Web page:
Do the math: The survey appears to gauge public safety in N. Battleford

“We found that overall people felt safe, overall they felt confident in their police service, but there were certain areas that they identified as really unsafe,” he said.

“That was largely downtown and there were certain things that really made people feel unsafe,” she said, adding that people were being followed or threatened.

Hodgkinson explained at the time that the community had been at the top of the CSI for the past decade and when the team asked residents a question about victimization, most responses referred to theft rather than violence.

This time the team wanted to see what had changed in the intervening years.


“What the perceptions have been since then, whether there’s been any improvement based on all the work that’s been done in the city to really address some of those fears and whether there’s anything else that’s emerging that we don’t of knowing.”

The original survey consisted of more than 50 questions broken down into different sections, such as demographics, community involvement, police legitimacy and feelings of safety.

“We just streamlined the survey to make it a little more accessible. We’re also trying to establish some health measures – just about our understanding of the trade-off between safety and health.”

According to Wendy Verity, a PhD candidate studying at the University of Saskatchewan’s Department of Community Health and Epidemiology and the local project coordinator, the topic piqued her interest. A Battlefords resident herself, she lived in the community during the “Crime Town” era. She was involved in mental health research and wanted to contact Hodgkinson to see if it was possible to return to the project to do an update. In 2022, they received permission from the city to continue.

“She was interested, I was interested, and the city of North Battleford was interested and so we thought, let’s do it.”

“My interest is mainly in the relationship with mental health and sleep with safety and connection,” says Verity.

To collect the data, they reached out in various ways, including prospecting.

“We’ve had pop-ups, like setting up a library or the Co-op shopping centre, I’ve visited the Friendship Centre, I’ve gone around and visited companies and asked them to get their employees to take part in the survey. ,” she said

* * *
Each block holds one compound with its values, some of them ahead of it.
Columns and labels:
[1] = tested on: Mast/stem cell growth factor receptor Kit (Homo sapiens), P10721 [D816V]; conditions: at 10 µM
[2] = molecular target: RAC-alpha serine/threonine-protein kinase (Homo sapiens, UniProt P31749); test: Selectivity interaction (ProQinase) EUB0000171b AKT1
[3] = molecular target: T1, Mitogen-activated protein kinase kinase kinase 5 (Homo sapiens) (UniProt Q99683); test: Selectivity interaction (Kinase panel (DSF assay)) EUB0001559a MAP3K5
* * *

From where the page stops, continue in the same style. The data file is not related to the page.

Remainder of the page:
“I stopped working at daycare centers and schools.”

To help reach all areas, students from North West College – who were also involved in the initial survey – joined in to spread information.

“We’re taking what we learned — what Tarah learned — from the 2018 survey and applying it and just trying to be strategic and smart in the moments that we’re in the community,” she said, noting that people don’t always answers. their door.

The updated research, meanwhile, seems to be getting a sense of the city.

“There is also a positive twist to it. We don’t just want to focus on the negative, but also look at the strengths of the community,” she said.

Bad reputation

According to Hodgkinson, the town’s CSI assessment is neither accurate nor fair as the community has a small population.

“It takes all the crime in the city and multiplies it by different levels of severity, right,” she said, noting that from there it was distributed by population.

“If you divide a large number by a small number, you get a large number.”

Hodgkinson explained that if one murder occurred in both Saskatoon and North Battleford within a year, Saskatoon would have a murder rate of 0.37. The murder rate in North Battleford is reported to be 7.14.

“That’s how much population matters and influences, right? So it’s still one murder, but the population really influences the numbers and severity of the crimes,” she said, noting that she wanted to investigate what made the city’s CSI tick.

“It was actually a mischief,” she said.

“That raised real questions about what crimes are actually happening in North Battleford and what North Battleford is actually dealing with compared to other cities in the province.”

The researcher, without citing that context, said it was “extremely irresponsible” for news media to report on the city’s CSI and thus its reputation as the “crime capital of Canada.”

“No, it’s not actually that,” she said, adding that it is no more violent than other places.

“There are other communities in Saskatchewan that are much more violent.”

As a result of that reputation, Hodgkinson says there are effects on the way people view their city and how safe they feel.


Meanwhile, Verity said others are responding online, but to get a real sample, researchers have to get creative. To do that, different methods must be used to collect data. They are still doing that and want to close the survey later this month. The preliminary findings will be published sometime this summer, but the full report will be released next year.

“We obviously hope that safety has improved. I think people generally felt quite safe from the first survey,” she said.

“The City of North Battlefords has made a number of efforts over the past five years that we hope are making a difference.”

Meanwhile, at the connection level, the team hopes that there will also be a healthy reality.

“We obviously don’t want to be biased in research, but we’re also people who hope that communities… become safer and more connected and, you know, promote well-being.”

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